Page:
Feminists do not want you to be lonely and we do not hate “nice guys.” The idea that certain people are inherently more valuable than other people because of superficial physical attributes is part of patriarchy.
Feminists do not want you to have to pay for dinner. We want the opportunity to achieve financial success on par with men in any field we choose (and are qualified for), and the fact that we currently don’t is part of patriarchy. The idea that men should coddle and provide for women, and/or purchase their affections in romantic contexts, is condescending and damaging and part of patriarchy.
Feminists do not want you to be maimed or killed in industrial accidents, or toil in coal mines while we do cushy secretarial work and various yarn-themed activities. The fact that women have long been shut out of dangerous industrial jobs (by men, by the way) is part of patriarchy.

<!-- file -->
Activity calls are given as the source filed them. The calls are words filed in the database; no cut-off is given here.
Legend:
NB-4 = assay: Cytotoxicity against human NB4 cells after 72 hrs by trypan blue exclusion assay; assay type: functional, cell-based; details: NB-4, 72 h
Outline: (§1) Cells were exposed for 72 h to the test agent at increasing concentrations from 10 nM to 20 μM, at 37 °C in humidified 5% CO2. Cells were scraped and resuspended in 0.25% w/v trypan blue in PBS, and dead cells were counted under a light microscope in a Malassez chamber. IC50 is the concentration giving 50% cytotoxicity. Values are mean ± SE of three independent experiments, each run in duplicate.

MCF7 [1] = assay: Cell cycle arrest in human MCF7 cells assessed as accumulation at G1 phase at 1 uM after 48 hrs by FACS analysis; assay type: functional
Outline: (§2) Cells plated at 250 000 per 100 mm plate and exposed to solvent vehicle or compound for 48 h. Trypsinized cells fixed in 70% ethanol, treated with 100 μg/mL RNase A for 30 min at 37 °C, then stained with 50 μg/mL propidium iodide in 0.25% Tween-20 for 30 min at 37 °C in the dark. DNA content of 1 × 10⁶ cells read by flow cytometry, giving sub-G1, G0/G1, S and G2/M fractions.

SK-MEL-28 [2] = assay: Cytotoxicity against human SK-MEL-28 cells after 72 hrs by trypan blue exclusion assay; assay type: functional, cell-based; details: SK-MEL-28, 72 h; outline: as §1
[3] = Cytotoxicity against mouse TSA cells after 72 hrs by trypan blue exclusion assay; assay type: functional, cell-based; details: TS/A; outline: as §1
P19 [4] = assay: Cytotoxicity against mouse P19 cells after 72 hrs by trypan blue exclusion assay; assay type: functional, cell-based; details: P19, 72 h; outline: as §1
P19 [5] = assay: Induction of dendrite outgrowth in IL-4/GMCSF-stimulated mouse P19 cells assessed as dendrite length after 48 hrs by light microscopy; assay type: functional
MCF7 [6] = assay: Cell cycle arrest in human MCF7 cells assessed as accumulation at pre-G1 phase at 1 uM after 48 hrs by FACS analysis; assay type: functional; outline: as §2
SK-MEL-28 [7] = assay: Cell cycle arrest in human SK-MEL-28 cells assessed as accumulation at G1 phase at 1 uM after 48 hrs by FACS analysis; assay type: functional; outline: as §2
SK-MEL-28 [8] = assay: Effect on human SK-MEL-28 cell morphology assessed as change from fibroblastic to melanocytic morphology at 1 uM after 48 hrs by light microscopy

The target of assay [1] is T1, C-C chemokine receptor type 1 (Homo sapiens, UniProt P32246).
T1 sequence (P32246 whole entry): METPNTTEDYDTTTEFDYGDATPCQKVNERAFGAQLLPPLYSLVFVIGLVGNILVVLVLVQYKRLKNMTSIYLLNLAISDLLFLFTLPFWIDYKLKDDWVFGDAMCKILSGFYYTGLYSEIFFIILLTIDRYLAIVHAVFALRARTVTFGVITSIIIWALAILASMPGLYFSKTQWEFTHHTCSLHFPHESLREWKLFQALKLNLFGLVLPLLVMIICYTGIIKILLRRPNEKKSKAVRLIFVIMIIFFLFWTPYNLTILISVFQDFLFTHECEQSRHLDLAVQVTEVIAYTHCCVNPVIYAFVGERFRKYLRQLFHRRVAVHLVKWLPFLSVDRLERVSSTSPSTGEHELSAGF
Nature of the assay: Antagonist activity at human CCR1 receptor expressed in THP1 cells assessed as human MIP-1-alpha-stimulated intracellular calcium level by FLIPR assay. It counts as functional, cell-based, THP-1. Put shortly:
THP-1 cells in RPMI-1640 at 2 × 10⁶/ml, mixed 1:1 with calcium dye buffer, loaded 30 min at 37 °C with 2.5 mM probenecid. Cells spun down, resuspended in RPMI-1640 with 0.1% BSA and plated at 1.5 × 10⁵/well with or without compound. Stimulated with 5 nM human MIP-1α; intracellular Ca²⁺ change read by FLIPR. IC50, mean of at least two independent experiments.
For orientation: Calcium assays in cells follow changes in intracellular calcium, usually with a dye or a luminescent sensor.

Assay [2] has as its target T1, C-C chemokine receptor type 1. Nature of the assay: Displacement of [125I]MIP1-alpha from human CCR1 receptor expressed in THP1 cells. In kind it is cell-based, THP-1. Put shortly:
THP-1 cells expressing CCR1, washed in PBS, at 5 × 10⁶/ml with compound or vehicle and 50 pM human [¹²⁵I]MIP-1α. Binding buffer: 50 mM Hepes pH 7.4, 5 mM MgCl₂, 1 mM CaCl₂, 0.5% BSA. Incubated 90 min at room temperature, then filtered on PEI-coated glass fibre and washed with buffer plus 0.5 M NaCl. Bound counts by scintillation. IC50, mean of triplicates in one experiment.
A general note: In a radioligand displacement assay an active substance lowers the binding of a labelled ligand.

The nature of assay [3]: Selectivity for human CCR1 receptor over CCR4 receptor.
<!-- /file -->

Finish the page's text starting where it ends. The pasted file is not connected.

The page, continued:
Feminists do not want you to commit suicide. Any pressures and expectations that lower the quality of life of any gender are part of patriarchy. The fact that depression is characterized as an effeminate weakness, making men less likely to seek treatment, is part of patriarchy.
Feminists do not want you to be viewed with suspicion when you take your child to the park (men frequently insist that this is a serious issue, so I will take them at their word). The assumption that men are insatiable sexual animals, combined with the idea that it’s unnatural for men to care for children, is part of patriarchy.
Feminists do not want you to be drafted and then die in a war while we stay home and iron stuff. The idea that women are too weak to fight or too delicate to function in a military setting is part of patriarchy.
Feminists do not want women to escape prosecution on legitimate domestic violence charges, nor do we want men to be ridiculed for being raped or abused. The idea that women are naturally gentle and compliant and that victimhood is inherently feminine is part of patriarchy.